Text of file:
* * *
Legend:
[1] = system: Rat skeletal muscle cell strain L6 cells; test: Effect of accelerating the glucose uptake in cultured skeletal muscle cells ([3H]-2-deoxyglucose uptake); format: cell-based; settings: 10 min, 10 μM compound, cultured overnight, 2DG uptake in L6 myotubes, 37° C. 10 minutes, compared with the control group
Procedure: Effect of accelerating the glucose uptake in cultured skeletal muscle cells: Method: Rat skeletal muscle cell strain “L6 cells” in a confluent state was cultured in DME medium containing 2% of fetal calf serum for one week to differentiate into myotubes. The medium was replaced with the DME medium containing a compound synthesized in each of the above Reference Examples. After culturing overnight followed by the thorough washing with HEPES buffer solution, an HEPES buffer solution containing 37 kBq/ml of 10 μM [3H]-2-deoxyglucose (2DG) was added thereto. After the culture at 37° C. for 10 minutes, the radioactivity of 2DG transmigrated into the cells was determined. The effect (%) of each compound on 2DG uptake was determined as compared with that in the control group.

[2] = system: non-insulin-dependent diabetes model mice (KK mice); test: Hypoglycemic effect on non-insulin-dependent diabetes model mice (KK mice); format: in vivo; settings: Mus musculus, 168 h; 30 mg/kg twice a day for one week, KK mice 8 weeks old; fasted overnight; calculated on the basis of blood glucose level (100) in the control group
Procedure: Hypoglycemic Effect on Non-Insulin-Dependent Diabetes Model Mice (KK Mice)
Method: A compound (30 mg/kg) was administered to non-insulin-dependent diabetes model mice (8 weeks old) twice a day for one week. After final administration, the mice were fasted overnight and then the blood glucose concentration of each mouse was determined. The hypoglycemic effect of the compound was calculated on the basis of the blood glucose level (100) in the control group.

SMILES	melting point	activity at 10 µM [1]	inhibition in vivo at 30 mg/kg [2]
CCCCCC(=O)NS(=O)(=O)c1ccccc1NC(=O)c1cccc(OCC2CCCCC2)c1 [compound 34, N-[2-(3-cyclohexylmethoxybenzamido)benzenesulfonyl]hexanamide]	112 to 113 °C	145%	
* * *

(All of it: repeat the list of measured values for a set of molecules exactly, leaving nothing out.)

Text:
Legend:
[1] = system: Rat skeletal muscle cell strain L6 cells; test: Effect of accelerating the glucose uptake in cultured skeletal muscle cells ([3H]-2-deoxyglucose uptake); format: cell-based; settings: 10 min, 10 μM compound, cultured overnight, 2DG uptake in L6 myotubes, 37° C. 10 minutes, compared with the control group
Procedure: Effect of accelerating the glucose uptake in cultured skeletal muscle cells: Method: Rat skeletal muscle cell strain “L6 cells” in a confluent state was cultured in DME medium containing 2% of fetal calf serum for one week to differentiate into myotubes. The medium was replaced with the DME medium containing a compound synthesized in each of the above Reference Examples. After culturing overnight followed by the thorough washing with HEPES buffer solution, an HEPES buffer solution containing 37 kBq/ml of 10 μM [3H]-2-deoxyglucose (2DG) was added thereto. After the culture at 37° C. for 10 minutes, the radioactivity of 2DG transmigrated into the cells was determined. The effect (%) of each compound on 2DG uptake was determined as compared with that in the control group.

[2] = system: non-insulin-dependent diabetes model mice (KK mice); test: Hypoglycemic effect on non-insulin-dependent diabetes model mice (KK mice); format: in vivo; settings: Mus musculus, 168 h; 30 mg/kg twice a day for one week, KK mice 8 weeks old; fasted overnight; calculated on the basis of blood glucose level (100) in the control group
Procedure: Hypoglycemic Effect on Non-Insulin-Dependent Diabetes Model Mice (KK Mice)
Method: A compound (30 mg/kg) was administered to non-insulin-dependent diabetes model mice (8 weeks old) twice a day for one week. After final administration, the mice were fasted overnight and then the blood glucose concentration of each mouse was determined. The hypoglycemic effect of the compound was calculated on the basis of the blood glucose level (100) in the control group.

SMILES	melting point	activity at 10 µM [1]	inhibition in vivo at 30 mg/kg [2]
CCCCCC(=O)NS(=O)(=O)c1ccccc1NC(=O)c1cccc(OCC2CCCCC2)c1 [compound 34, N-[2-(3-cyclohexylmethoxybenzamido)benzenesulfonyl]hexanamide]	112 to 113 °C	145%	